Parker Kress inspires in improbable hoops debut

It's not everyday that a sophomore basketball game becomes a bigger story than the varsity game, but that's exactly what happened on Friday night when Pleasant Valley sophomore Parker Kress hit the hardwood.

Just eight months ago, the idea of Parker lacing up for a game was unthinkable.

A fight with cancer resulted in an infection in Parker's right leg and the ultimate decision to have the leg amputated in March.

"The day of the surgery, of course we were nervous. I think that just comes with the territory," said Kristin Dumser, Parker's mom. "After that there was nothing but smiles and he was ready to start working out again."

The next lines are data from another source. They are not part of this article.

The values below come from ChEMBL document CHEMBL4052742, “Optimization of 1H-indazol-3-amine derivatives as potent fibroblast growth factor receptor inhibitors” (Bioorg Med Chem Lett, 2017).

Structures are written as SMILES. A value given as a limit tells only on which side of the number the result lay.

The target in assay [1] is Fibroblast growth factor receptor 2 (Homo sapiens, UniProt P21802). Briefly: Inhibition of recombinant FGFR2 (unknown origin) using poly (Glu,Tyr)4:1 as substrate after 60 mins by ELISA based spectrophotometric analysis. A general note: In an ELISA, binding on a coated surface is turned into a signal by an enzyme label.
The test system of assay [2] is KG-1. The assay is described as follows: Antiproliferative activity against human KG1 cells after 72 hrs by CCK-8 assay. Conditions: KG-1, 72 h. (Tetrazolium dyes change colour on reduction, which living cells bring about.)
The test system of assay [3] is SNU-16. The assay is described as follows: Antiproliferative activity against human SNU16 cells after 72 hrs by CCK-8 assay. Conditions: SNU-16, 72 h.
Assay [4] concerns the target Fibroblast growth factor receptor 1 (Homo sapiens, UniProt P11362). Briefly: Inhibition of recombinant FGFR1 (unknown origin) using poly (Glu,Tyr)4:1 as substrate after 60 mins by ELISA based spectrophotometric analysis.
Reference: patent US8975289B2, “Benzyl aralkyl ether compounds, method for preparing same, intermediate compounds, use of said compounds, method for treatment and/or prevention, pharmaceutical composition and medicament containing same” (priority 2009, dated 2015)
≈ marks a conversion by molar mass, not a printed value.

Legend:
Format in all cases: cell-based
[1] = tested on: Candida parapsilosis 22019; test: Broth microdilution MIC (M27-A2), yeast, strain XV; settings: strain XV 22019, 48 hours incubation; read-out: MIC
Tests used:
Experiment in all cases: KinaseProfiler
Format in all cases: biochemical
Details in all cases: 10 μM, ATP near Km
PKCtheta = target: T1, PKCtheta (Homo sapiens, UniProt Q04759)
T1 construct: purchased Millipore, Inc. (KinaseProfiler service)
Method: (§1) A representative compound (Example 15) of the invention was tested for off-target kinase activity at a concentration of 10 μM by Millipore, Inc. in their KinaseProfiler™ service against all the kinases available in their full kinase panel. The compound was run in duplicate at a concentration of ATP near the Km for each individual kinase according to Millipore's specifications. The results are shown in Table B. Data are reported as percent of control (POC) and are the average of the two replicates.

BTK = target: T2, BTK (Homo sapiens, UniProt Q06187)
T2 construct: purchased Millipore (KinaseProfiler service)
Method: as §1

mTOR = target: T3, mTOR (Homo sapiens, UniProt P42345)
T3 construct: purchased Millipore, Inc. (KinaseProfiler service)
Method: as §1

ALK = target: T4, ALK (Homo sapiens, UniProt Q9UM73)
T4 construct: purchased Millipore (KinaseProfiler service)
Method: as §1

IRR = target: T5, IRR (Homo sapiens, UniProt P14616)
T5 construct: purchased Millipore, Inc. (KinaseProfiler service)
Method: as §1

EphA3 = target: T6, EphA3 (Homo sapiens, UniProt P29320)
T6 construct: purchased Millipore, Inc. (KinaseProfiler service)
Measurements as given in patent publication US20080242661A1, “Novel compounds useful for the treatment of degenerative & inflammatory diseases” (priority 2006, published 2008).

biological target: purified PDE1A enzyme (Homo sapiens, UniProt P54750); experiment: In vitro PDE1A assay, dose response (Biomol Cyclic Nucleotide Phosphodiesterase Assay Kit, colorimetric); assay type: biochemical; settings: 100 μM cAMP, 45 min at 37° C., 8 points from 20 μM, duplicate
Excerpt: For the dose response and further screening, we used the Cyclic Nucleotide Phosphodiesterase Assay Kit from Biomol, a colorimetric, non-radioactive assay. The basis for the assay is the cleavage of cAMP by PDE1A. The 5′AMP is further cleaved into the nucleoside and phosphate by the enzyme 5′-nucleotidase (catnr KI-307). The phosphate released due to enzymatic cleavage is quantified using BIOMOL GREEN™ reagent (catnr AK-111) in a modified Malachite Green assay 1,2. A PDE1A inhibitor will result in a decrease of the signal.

And that's exactly what Parker did.

With the help of Physical Therapist Matt Rokes, Parker hit the ground running.

"It's just who I am, I guess," said Parker. "I'm just always trying to smile and find the good in things, not the bad."

Once Parker received his prosthetic and began putting in the work, he turned his attention to the sport he loves.

Unsure that he was where he needed to be physically, Parker approached coach Brett Ahlgren, who welcomed Parker back to the team without hesitation.

"He looked at me with such confidence that I didn't even hesitate," said Ahlgren.

After clearing a few hurdles with the Iowa High School Athletic Association, Parker joined his fellow Spartans and wasted no time fitting right in.

"This kid is going for it," said Ahlgren. "He's not sitting to the side, he's not playing any cards. He's just going 100% all the time."

Parker saw playing time in his first high school game on Friday night, stopping at nothing to be a part of the game he loves and continuing to inspire an entire community.